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New York’s IFC Center Faces Questions From Opponents of Expansion

New York's IFC Center Faces Questions From Opponents of Expansion

The IFC Center in New York City’s West Village is nearing approval for an expansion plan that will turn the five-screen movie theater into an 11-screen cinema, but securing a happy ending will require additional support from New Yorkers. The theater received approval of its plans from the New York City Landmarks Preservation Commission last fall, but is awaiting a hearing on its variances application that General Manager John Vanco says will depend on local residents for support. 

The Board of Standards and Appeals is expected to hold the hearing sometime this summer. In the meantime, the IFC is participating in local community board meetings to answer questions from residents about the proposed construction.

“This whole process of getting all the permissions and sitting down with all of the elected officials and community groups is a project in and of itself,” Vanco said. “Not everybody loves everything about our plan.”

At a community board meeting earlier this month, a number of local residents expressed concerns about the expansion, but most questions focused not on the IFC Center’s owns plans, but what a future tenant might be able to do if the IFC Center ever left the space. 

“The opposition seemed kind of kooky,” said Godfrey Cheshire, a filmmaker and journalist who attended the meeting and voiced his support for the project. “I basically just talked about how I thought that at this stage of film culture, places like the IFC Center are important for keeping alive independent films…The expansion is well merited.”

The permissions the IFC is seeking don’t allow it to one day become a different kind of business, according to Vanco. “You’re only allowed to use it in the way that was intended,” Vanco said, adding that the architecture of the space doesn’t lend itself to other kinds of retail.

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As Indiewire reported last summer, the proposed expansion will roughly double the size of the IFC Center building, from around 10,000 square feet to more than 20,000 square feet, and nearly the double the total number of seats, from 480 to 940. A new lobby area that will be nearly 10 times the size of the theater’s existing space will also allow patrons to purchase tickets without waiting in line on the sidewalk. 

“The first thing we wanted to address was, how do we stop making our ticket holders have to line up outside in all weather?” Vanco said. “It’s the worst thing about the existing IFC Center.” The new lobby will also include an expanded concession area offering hot foods, coffee and cappuccinos. While the plans involve the construction of a new building on what is now an open lot facing Cornelia Street, ticket holders and patrons will continue to enter and exit the theater only through its main entrance on Sixth Avenue. The total cost of the project will exceed $10 million and is expected to take between two and three years to complete, according to Vanco.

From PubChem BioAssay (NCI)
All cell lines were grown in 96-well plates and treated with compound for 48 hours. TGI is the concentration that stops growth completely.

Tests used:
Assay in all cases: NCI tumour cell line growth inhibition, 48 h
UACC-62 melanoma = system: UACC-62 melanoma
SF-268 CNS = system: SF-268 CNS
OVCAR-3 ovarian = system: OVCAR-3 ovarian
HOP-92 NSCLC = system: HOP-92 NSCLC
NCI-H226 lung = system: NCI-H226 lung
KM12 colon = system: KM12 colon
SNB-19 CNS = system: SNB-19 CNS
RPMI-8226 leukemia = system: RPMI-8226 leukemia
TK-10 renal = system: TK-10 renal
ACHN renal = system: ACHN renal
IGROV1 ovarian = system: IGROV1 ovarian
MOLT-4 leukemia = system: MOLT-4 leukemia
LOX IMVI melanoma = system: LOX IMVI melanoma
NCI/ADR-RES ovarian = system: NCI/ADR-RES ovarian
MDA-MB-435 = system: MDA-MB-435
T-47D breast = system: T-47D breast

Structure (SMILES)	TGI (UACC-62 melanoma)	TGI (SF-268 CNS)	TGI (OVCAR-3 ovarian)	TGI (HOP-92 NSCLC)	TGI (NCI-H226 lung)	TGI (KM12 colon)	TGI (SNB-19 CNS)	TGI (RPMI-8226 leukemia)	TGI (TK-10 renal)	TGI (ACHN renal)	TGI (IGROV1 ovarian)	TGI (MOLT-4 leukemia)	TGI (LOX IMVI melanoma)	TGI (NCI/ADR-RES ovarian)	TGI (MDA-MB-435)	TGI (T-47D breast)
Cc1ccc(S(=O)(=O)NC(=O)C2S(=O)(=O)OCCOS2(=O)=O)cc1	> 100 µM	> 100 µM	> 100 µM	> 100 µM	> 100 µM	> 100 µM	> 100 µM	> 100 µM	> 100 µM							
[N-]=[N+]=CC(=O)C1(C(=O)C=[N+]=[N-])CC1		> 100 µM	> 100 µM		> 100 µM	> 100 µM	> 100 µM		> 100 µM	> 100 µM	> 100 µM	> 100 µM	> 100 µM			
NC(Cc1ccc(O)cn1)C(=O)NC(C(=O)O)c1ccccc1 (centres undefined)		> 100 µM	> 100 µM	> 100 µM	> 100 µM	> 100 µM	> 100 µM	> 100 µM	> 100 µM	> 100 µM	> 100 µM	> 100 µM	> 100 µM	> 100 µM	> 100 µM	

Despite the concerns from local residents about the implications of the IFC’s plans, retired MoMA film curator Larry Kardish — a West Village resident since 1971 — is optimistic about the expansion. “I suspect that they’ll get clearance,” he said. “All of us who support the activity of the IFC Center will make a persuasive argument that more of these small cinemas just enrich the culture of the city.”

For film producer and editor of Filmmaker magazine Scott Macaulay, who sees movies primarily at press screenings, festivals or on DVD screeners, the IFC Center is one of the few cinemas he continues to visit on a regular basis. “It’s not just another movie theater,” he said. “They surround their screenings with so much other context and contact with the filmmakers.” Macaulay, who also spoke at the recent community board meeting, added, “It would really be a shame if the IFC Center wasn’t allowed to expand.”

One of the reasons the IFC Center needs to expand is to keep up with the offerings at New York’s other prominent indie theaters. At 480 current seats, the IFC is slightly more than half the size of the east side’s Landmark Sunshine and roughly a third of the size as the Angelika Theater on Houston Street and Lincoln Plaza Cinemas on the Upper West Side. The IFC’s lease also includes the empty lot that it hasn’t been able to develop to generate revenue.

“We’re not just paying for this space that we’re occupying and showing movies in,” Vanco said. “We’re also paying for this other chunk of space, so we have to really overperform just to keep our heads above water.”

To encourage further action on behalf of the expansion, IFC Center has set up a page on its site for patrons to share their support.

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